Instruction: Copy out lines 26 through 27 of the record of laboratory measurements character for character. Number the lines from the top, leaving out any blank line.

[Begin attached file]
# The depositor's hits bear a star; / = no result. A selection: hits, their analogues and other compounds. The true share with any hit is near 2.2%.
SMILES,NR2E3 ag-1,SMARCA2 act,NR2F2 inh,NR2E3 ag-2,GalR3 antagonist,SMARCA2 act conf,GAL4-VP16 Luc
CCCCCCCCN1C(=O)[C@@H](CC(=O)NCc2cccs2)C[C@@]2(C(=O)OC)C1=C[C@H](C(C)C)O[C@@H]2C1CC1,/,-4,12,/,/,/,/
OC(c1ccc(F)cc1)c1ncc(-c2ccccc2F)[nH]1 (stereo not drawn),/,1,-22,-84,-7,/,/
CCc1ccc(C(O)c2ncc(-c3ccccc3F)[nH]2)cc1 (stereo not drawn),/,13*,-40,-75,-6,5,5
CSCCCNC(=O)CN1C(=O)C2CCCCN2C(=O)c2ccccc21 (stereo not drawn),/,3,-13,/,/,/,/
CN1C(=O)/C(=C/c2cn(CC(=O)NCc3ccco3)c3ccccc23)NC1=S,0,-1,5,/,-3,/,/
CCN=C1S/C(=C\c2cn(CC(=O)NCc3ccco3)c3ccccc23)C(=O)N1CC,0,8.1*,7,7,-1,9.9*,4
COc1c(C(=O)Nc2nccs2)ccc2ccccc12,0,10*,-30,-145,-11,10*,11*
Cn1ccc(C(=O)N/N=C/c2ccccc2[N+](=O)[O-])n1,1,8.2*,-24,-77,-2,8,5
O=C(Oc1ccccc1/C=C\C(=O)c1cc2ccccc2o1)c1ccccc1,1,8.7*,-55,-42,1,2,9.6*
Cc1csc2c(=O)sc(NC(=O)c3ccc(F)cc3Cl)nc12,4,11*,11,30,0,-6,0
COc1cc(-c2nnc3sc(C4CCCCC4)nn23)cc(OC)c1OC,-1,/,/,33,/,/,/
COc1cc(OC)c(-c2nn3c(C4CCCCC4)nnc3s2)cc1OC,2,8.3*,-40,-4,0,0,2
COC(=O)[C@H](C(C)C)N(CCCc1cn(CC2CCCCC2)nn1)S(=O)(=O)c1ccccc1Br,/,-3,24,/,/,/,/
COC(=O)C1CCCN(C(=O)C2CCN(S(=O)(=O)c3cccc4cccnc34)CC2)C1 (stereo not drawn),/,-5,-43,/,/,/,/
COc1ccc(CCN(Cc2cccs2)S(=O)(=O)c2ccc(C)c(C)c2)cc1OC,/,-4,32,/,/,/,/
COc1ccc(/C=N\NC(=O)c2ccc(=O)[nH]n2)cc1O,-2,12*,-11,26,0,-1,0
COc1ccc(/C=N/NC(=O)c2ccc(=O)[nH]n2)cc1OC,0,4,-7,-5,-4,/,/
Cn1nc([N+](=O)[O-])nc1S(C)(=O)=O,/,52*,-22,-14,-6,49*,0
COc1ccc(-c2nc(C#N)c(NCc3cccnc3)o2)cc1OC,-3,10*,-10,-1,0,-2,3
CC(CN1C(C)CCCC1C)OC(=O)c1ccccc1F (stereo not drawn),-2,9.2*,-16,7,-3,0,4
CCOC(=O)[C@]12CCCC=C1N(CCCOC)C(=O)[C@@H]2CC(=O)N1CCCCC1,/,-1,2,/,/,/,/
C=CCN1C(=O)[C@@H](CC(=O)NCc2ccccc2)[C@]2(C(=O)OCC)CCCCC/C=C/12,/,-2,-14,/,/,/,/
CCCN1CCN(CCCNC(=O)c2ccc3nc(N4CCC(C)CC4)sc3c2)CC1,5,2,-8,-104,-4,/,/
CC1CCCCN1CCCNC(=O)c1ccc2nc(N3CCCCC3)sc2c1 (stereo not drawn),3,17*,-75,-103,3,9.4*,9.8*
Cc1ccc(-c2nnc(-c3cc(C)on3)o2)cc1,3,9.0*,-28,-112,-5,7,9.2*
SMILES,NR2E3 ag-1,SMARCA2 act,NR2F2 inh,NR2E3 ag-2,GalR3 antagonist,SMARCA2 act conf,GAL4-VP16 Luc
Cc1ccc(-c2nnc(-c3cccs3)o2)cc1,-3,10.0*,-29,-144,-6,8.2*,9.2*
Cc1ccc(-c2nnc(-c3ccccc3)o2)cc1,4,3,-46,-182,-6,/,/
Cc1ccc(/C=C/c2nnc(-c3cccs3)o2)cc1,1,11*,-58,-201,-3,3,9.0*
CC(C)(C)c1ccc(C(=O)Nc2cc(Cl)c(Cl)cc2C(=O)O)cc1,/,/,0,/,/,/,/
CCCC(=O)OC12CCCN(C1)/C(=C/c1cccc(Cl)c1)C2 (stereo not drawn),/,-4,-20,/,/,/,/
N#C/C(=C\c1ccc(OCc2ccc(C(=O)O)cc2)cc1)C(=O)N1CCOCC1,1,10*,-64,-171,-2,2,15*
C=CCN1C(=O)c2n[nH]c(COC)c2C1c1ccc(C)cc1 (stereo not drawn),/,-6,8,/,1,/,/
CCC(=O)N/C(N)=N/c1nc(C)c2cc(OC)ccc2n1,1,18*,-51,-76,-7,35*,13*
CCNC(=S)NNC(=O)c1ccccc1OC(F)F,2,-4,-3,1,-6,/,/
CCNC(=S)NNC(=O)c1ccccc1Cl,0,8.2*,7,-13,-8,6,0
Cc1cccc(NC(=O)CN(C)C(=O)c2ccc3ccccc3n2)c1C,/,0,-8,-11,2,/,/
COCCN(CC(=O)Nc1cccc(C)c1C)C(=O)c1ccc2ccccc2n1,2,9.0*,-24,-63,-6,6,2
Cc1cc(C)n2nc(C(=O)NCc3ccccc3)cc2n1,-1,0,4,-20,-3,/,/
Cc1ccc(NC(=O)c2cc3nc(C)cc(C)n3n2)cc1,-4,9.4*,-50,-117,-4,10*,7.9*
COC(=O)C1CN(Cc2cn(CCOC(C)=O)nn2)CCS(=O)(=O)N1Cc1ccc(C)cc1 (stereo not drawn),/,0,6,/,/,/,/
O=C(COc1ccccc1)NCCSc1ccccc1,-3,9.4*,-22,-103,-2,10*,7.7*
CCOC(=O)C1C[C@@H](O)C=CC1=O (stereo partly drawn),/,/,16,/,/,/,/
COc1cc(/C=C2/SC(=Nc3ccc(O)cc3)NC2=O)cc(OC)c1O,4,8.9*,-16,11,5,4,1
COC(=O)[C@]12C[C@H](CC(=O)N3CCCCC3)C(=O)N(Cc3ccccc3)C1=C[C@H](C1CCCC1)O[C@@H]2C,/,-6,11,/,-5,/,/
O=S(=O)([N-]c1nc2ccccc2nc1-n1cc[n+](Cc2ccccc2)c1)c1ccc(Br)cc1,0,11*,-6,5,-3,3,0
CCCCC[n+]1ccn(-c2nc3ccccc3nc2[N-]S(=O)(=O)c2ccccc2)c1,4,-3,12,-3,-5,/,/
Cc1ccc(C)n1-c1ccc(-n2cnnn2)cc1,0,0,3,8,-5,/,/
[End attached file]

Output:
CC1CCCCN1CCCNC(=O)c1ccc2nc(N3CCCCC3)sc2c1 (stereo not drawn),3,17*,-75,-103,3,9.4*,9.8*
Cc1ccc(-c2nnc(-c3cc(C)on3)o2)cc1,3,9.0*,-28,-112,-5,7,9.2*